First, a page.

Peruvian village where many men go blind by 50 leads to stigmitization

This article or excerpt is included in the GLP’s daily curated selection of ideologically diverse news, opinion and analysis of biotechnology innovation.

Parán is a small dusty village in the foothills of the Andes in Peru, and for a long time, everyone had known about the men there who go blind by the time they’re 50. 

“With my son, I started to realize that something was going on because he started to walk all wrong,” Yessica Palomares says. “He’d want to wander around, but he tripped everywhere and ran into things.”

But no one knew why this was happening. The town was isolated and most people there had never seen a doctor. Then a few years back, a new road was built. Parán started to export peaches. Mining companies began sending in workers to look for gold and silver.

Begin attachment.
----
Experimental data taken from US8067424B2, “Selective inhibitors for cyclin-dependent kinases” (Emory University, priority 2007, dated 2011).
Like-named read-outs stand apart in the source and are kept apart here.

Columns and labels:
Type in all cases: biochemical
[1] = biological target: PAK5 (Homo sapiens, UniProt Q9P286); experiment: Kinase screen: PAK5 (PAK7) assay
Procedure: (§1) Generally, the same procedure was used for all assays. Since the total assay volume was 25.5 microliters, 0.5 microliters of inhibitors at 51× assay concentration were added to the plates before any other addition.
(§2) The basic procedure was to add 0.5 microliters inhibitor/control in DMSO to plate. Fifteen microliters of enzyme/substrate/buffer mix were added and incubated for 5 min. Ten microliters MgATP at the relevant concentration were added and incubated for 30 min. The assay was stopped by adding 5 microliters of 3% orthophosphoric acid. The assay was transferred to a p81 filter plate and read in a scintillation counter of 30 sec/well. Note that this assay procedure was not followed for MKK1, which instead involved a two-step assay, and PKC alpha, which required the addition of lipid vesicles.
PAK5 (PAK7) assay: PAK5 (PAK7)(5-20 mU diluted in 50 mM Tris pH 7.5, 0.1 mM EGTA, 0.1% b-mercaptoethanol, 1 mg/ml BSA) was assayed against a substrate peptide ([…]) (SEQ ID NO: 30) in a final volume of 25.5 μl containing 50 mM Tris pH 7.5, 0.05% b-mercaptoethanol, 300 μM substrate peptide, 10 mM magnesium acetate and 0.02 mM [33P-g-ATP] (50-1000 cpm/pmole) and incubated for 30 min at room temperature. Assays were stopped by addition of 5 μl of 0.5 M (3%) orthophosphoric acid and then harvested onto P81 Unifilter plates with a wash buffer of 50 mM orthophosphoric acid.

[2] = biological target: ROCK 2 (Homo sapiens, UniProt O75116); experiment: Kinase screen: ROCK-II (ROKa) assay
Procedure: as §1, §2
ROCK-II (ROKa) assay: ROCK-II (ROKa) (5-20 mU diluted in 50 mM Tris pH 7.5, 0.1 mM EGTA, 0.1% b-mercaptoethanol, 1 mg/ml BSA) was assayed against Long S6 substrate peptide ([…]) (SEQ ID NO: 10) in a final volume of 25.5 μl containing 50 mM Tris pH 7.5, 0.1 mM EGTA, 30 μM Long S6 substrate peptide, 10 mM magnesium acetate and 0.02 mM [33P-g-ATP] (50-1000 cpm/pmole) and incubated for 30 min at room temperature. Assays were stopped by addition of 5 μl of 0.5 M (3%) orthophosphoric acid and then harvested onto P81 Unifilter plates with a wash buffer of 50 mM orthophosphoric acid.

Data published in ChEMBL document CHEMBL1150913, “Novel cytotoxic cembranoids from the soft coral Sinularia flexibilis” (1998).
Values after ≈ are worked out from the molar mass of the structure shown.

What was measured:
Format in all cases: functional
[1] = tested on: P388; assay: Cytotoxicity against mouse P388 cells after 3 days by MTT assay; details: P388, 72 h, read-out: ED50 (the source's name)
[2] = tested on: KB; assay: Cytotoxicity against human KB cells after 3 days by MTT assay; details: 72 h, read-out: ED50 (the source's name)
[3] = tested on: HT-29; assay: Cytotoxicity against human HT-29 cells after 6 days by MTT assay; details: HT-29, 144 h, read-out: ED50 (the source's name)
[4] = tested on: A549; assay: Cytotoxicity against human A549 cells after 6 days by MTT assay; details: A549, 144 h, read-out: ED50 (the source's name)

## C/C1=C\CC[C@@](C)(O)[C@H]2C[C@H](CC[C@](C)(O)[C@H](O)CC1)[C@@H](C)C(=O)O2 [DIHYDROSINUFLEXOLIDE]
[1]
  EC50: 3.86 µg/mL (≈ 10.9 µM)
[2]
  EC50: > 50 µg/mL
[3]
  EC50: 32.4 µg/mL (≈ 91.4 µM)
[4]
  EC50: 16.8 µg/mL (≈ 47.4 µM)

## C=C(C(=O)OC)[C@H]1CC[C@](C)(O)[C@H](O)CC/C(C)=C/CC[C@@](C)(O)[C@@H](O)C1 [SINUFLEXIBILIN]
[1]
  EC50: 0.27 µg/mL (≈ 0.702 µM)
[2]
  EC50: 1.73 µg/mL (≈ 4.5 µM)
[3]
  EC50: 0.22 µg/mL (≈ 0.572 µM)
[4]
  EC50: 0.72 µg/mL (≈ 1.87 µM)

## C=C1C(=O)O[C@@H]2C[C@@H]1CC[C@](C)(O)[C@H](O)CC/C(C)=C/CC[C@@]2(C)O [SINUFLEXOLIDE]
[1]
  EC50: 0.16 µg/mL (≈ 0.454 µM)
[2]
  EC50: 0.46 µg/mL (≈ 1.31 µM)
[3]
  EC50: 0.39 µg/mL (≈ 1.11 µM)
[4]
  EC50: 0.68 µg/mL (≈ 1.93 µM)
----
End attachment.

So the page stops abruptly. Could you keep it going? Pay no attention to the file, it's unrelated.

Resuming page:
Then the doctors started to arrive. They were sent to Parán by a mining company, as kind of an outreach effort, and locals hoped the doctors would give them glasses or medicine to fix their vision problems.

Instead, the doctors told them that the problem was a genetic condition called Retinitis Pigmentosa. Bit by bit, it knocks out the cells in the retina, like pixels going out on a computer screen, until one day everything goes totally blank.

The condition is caused by a mutation on the X chromosome, so while women can carry the defect, it’s usually the men who go blind.

Read the full, original story: Everyone in this small Peruvian town knew about the men who go blind by age 50. Then they found out why

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